East St. Louis lays off more employees
A tight budget has forced East St. Louis to lay off seven more employees, leaving the city's police officers without a support staff.
The Belleville News-Democrat reports that the latest layoffs include Police Chief Michael Floore's secretary, the department's director of community programs and a records room employee responsible for logging all of the city's tows.
The city also cut employees in the mayor's office, the city clerk's office and the city treasurer's office.
Mayor Alvin Parks Jr. says there is a bright side for his city because no police officers will be laid off. Parks says officials did everything they could to avoid cutting officers.
Mo. House leaders expected to open debate this week on state budget
Lawmakers are required to approve a budget by early May for the fiscal year that begins July 1.
Among the most watched areas of the roughly $24 billion budget will be funding for higher education and for a program that covers medical care for blind people who earn too much to qualify for Medicaid.
The Republican-led House Budget Committee proposed deep cuts in aid for the blind to restore a cut in higher education funding proposed by Democratic Gov. Jay Nixon.
Ill. voters head to polls today
Polls are open across Illinois for primary voters. GOP presidential rivals Mitt Romney and Rick Santorum are competing for 54 delegates in one of the last major battlegrounds before a three-week lull in April.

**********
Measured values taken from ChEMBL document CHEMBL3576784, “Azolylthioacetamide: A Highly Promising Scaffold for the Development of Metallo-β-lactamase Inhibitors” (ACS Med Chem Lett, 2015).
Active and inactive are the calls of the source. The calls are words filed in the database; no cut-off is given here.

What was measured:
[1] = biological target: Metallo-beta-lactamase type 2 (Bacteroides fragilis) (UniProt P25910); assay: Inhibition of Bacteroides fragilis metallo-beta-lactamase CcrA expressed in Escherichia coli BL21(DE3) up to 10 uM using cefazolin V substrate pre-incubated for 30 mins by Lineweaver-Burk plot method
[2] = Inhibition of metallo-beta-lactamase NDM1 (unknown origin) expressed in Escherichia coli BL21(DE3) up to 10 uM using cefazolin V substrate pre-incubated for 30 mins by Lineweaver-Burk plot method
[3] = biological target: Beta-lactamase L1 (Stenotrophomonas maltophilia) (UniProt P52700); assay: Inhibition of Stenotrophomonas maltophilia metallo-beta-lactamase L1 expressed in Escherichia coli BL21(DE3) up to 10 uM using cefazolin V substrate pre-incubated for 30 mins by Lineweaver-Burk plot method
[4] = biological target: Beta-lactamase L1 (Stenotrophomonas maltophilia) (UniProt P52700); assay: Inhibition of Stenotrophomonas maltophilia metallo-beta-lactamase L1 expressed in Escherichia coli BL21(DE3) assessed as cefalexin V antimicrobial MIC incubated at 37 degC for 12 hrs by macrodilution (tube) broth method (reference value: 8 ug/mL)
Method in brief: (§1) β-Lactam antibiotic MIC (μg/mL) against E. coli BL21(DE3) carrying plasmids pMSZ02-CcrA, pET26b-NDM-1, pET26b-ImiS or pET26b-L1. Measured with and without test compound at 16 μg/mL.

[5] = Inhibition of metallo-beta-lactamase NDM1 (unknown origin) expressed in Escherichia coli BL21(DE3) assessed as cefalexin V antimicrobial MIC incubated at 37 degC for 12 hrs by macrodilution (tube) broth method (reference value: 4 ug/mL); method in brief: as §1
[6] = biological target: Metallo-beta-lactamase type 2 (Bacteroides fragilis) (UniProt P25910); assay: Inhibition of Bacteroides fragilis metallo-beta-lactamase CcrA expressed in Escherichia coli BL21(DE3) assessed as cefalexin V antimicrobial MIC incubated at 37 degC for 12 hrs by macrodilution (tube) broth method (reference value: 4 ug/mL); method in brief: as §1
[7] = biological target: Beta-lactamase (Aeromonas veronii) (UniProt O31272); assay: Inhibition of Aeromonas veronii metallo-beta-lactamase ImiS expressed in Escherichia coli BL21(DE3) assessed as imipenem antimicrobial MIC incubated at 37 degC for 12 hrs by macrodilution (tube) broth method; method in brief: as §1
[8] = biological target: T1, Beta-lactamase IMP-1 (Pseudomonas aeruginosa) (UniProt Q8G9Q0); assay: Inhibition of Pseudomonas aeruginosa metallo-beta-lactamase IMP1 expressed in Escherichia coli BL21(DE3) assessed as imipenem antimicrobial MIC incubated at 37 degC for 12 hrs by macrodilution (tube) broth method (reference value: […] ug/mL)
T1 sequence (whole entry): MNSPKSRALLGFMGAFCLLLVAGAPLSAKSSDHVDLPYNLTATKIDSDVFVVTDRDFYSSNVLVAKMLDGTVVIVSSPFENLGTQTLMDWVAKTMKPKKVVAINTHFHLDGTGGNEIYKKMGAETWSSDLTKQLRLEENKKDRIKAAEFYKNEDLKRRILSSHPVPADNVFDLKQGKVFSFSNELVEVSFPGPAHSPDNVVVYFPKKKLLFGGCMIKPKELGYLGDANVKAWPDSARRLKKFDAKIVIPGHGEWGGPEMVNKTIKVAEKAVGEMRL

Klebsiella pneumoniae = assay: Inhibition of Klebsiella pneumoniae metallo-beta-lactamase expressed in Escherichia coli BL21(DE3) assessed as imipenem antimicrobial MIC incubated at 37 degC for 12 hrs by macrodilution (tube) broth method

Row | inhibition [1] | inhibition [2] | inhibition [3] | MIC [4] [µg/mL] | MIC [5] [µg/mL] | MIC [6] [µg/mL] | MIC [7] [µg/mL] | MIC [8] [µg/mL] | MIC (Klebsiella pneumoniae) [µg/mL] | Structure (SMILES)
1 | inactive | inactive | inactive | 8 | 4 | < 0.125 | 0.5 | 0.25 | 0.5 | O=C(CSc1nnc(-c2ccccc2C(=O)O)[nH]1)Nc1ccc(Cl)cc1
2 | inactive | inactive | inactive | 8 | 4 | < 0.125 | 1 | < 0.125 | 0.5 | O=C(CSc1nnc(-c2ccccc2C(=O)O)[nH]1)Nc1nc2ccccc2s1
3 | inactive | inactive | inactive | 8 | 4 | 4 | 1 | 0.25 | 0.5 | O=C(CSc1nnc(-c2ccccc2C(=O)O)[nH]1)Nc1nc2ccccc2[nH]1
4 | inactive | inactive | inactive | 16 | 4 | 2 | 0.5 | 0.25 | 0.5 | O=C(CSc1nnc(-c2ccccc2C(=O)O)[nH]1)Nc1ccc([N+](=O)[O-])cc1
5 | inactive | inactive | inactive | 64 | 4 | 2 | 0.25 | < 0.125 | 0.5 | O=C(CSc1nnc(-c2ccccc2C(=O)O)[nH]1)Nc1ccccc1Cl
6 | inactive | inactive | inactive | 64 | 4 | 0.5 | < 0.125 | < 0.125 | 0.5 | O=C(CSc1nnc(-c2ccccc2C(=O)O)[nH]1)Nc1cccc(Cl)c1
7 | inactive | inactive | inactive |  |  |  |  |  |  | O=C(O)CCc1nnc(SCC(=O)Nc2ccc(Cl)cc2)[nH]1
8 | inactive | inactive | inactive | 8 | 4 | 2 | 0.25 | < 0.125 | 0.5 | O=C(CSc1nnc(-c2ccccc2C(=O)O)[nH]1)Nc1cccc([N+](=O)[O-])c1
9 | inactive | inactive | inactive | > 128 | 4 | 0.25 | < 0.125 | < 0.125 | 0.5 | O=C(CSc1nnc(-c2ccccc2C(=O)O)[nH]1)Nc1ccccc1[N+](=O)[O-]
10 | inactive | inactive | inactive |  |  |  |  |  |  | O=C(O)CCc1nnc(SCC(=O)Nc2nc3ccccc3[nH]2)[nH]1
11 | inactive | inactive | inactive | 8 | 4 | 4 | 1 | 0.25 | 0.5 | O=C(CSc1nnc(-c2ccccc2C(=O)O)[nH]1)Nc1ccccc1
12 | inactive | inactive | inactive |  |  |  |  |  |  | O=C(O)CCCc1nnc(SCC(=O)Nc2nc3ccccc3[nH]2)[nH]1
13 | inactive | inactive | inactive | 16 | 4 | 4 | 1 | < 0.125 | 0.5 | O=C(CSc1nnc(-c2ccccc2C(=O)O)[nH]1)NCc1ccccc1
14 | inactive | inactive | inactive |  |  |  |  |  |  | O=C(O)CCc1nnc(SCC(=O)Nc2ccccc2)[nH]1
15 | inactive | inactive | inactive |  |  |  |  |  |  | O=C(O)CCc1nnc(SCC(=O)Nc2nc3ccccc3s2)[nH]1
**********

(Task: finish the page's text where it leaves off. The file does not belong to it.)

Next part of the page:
Both Republican presidential candidates stumped across Illinois Tuesday, hoping to win over GOP voters.
In Rockford, Rick Santorum told a crowd that the issue in the race isn't the economy, but an oppressive government that's taking away people's freedom. In Peoria, Mitt Romney was hit with tough questions about his opposition to Planned Parenthood and mandatory birth control coverage when he met with students from Bradley University.
Activists encourage Tilley to "Flush Rush"
About a dozen activists delivered an estimated 500 rolls of toilet paper to House Speaker Steven Tilley's office in the Missouri Capitol Monday night. It was part of a campaign to urge the Speaker not to induct conservative radio talk show host Rush Limbaugh into the Hall of Famous Missourians.
Claire Major is with the Missouri chapter of the National Organization for Women. She says they're calling their event, "Flush Rush."
"Do we really want to honor him in the Missouri Capitol?," said Major. "No, so let's flush. We've asked anyone who wants to be involved to mail Speaker Tilley a couple of squares of toilet paper in an envelope with the words 'Flush Rush' written on the toilet paper."
When asked about it by reporters, Tilley said he welcomes the toilet paper and that he'll find a charitable organization to give it to. He added that he hopes protestors send more toilet paper, along with canned goods, which he says he would also donate to charity.